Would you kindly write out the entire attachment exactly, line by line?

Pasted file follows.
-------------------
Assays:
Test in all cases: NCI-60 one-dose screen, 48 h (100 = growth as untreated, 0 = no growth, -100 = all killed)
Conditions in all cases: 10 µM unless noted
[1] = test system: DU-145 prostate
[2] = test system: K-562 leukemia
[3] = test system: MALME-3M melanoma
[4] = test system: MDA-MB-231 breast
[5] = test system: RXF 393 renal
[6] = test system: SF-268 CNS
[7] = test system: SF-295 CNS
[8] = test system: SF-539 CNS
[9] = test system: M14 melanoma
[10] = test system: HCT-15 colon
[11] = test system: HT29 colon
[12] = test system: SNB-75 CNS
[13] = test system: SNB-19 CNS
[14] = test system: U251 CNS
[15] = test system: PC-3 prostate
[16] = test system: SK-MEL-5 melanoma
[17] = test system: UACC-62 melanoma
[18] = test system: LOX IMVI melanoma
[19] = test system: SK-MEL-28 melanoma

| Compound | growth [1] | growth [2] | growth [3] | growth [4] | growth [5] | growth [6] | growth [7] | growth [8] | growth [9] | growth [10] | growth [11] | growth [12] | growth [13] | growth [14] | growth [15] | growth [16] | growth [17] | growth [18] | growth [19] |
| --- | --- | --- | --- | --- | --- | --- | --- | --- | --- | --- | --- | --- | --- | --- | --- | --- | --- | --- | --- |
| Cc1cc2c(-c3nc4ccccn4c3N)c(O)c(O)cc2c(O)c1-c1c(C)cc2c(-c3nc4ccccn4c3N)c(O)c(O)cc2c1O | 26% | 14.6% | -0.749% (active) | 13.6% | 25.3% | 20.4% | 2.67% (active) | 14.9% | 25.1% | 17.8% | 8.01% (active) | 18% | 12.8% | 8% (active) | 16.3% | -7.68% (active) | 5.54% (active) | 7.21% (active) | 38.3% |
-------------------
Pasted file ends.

Assays:
Test in all cases: NCI-60 one-dose screen, 48 h (100 = growth as untreated, 0 = no growth, -100 = all killed)
Conditions in all cases: 10 µM unless noted
[1] = test system: DU-145 prostate
[2] = test system: K-562 leukemia
[3] = test system: MALME-3M melanoma
[4] = test system: MDA-MB-231 breast
[5] = test system: RXF 393 renal
[6] = test system: SF-268 CNS
[7] = test system: SF-295 CNS
[8] = test system: SF-539 CNS
[9] = test system: M14 melanoma
[10] = test system: HCT-15 colon
[11] = test system: HT29 colon
[12] = test system: SNB-75 CNS
[13] = test system: SNB-19 CNS
[14] = test system: U251 CNS
[15] = test system: PC-3 prostate
[16] = test system: SK-MEL-5 melanoma
[17] = test system: UACC-62 melanoma
[18] = test system: LOX IMVI melanoma
[19] = test system: SK-MEL-28 melanoma

| Compound | growth [1] | growth [2] | growth [3] | growth [4] | growth [5] | growth [6] | growth [7] | growth [8] | growth [9] | growth [10] | growth [11] | growth [12] | growth [13] | growth [14] | growth [15] | growth [16] | growth [17] | growth [18] | growth [19] |
| --- | --- | --- | --- | --- | --- | --- | --- | --- | --- | --- | --- | --- | --- | --- | --- | --- | --- | --- | --- |
| Cc1cc2c(-c3nc4ccccn4c3N)c(O)c(O)cc2c(O)c1-c1c(C)cc2c(-c3nc4ccccn4c3N)c(O)c(O)cc2c1O | 26% | 14.6% | -0.749% (active) | 13.6% | 25.3% | 20.4% | 2.67% (active) | 14.9% | 25.1% | 17.8% | 8.01% (active) | 18% | 12.8% | 8% (active) | 16.3% | -7.68% (active) | 5.54% (active) | 7.21% (active) | 38.3% |